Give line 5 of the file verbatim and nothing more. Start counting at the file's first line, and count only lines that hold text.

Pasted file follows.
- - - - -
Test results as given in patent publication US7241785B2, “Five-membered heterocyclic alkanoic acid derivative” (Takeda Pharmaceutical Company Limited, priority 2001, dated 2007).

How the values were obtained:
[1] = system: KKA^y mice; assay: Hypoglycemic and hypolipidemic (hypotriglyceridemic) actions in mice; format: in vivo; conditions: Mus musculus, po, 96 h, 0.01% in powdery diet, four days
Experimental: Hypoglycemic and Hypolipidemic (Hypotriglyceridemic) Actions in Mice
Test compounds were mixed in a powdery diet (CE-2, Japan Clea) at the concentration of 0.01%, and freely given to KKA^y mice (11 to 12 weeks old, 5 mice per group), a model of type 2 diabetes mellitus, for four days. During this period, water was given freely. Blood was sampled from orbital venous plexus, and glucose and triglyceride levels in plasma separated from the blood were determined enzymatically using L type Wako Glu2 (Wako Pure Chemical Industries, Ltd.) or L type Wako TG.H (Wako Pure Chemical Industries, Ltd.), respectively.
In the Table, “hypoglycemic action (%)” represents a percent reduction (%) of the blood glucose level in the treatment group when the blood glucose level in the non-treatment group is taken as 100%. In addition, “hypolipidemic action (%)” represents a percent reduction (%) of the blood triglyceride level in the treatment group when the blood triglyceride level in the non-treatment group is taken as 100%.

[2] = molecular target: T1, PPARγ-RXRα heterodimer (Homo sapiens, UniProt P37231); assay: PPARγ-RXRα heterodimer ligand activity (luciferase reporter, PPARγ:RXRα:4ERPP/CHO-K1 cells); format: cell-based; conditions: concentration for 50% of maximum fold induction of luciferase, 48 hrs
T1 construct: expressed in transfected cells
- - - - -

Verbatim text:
Test compounds were mixed in a powdery diet (CE-2, Japan Clea) at the concentration of 0.01%, and freely given to KKA^y mice (11 to 12 weeks old, 5 mice per group), a model of type 2 diabetes mellitus, for four days. During this period, water was given freely. Blood was sampled from orbital venous plexus, and glucose and triglyceride levels in plasma separated from the blood were determined enzymatically using L type Wako Glu2 (Wako Pure Chemical Industries, Ltd.) or L type Wako TG.H (Wako Pure Chemical Industries, Ltd.), respectively.